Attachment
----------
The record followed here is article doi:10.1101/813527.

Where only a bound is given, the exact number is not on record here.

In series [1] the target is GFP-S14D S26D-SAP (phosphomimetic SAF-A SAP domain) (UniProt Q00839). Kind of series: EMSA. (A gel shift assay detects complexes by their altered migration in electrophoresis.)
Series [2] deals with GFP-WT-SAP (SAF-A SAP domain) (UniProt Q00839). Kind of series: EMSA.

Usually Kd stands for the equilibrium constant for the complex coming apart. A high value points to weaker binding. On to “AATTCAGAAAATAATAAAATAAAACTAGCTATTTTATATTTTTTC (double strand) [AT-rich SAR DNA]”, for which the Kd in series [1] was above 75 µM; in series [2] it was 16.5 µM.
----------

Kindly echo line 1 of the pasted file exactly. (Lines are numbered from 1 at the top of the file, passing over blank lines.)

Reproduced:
The record followed here is article doi:10.1101/813527.